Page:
Marcov thinks smaller homes are getting more attention because people want to migrate closer to an urban center rather than live in the outer, and often inconvenient, suburbs. Homeowners know that moving closer to amenities means they must settle for smaller homes. Others are moving to smaller homes nearer their jobs rather than to the outskirts of sprawl, where it may take nearly a tank of gas just to get to and from work.

The Ideal-Size House

To further her cause, Susanka has decided that after laying the groundwork in the past decade with her books, it's time for her to tell the story a different way. Susanka is showcasing what's possible by using the "Not So Big" principles in a showhouse in Libertyville, Illinois, as part of that city's School Street development of single-family houses.

Small means different things to different people and Susanka's work is more about quality of design than about shrinking down square footage. Her showhouse is about 2,400 square feet, but she said that's just because she wants crowds to feel comfortable while walking through the space.

Asked how much square footage a family really needs to live in a home, Ross Chapin, architect and author of "Pocket Neighborhoods: Creating Small-Scale Community in a Large-Scale World," offers this rule of thumb: Think about the rooms you and your family use every day, add up the square footage, and you'll be surprised with the answer. Chapin says very often, even homeowners living in a 4,000-square-foot house who do this calculation discover they have just 750 square feet of necessary space.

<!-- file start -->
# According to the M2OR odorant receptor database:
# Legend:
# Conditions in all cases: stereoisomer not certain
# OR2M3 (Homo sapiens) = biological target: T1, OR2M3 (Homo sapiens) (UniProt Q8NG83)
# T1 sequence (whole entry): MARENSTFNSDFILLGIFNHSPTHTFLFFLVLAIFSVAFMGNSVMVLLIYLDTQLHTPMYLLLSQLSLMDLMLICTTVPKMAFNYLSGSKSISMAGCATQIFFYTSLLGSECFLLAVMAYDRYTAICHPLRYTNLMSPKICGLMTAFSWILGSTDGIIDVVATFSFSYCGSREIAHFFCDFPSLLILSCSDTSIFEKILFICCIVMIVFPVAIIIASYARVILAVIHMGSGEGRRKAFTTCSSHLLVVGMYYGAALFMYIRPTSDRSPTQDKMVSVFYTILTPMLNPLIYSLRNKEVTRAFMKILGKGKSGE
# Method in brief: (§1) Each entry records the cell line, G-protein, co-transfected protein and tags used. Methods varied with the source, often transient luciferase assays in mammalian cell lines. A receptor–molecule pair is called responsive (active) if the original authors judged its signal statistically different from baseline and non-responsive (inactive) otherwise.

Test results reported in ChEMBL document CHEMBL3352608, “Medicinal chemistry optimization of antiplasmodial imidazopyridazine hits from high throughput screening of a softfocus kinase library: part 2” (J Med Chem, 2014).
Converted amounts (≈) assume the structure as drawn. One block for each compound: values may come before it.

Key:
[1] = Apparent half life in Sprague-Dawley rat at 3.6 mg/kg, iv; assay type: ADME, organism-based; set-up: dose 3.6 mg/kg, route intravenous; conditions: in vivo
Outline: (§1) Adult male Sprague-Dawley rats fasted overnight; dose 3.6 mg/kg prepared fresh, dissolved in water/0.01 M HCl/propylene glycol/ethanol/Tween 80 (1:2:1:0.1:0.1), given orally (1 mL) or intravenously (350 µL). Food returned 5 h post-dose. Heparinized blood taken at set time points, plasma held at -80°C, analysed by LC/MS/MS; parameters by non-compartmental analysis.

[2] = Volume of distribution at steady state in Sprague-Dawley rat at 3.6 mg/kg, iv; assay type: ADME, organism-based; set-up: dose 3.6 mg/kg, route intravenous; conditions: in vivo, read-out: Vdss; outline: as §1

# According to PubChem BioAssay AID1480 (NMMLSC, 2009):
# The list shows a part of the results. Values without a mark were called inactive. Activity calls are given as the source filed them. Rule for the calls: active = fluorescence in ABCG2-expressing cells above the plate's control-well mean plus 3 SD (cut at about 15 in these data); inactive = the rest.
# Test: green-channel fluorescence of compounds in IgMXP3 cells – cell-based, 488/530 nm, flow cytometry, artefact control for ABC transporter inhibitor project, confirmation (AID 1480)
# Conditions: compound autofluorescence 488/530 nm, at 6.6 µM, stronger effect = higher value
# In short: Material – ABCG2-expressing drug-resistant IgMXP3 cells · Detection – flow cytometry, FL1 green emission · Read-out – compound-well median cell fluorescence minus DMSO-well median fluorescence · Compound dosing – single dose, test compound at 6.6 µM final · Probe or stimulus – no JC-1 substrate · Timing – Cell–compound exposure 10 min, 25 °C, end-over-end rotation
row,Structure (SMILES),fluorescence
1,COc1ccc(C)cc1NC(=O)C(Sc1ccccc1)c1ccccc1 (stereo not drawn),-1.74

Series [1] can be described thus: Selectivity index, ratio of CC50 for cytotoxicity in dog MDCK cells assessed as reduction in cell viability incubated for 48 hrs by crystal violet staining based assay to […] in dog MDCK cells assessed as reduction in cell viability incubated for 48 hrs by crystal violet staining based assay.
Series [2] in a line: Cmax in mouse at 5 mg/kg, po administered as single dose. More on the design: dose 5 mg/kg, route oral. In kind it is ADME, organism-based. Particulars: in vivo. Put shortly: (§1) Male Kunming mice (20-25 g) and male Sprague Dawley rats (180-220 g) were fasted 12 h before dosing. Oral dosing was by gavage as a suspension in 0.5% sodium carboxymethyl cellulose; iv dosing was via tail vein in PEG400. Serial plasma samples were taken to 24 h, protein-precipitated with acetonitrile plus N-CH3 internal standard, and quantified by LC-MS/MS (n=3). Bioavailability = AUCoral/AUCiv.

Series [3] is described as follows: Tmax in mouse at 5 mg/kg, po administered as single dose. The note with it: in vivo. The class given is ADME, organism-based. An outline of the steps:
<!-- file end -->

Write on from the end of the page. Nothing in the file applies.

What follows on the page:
Williams used to own a 1,500-square-foot home, but realized she was not content, didn't feel healthy and needed much less space in which to live. Now, she feels deeply content because she has more time and money to spend on meaningful activities, her health has vastly improved and she doesn't miss all the stuff she used to have lying around.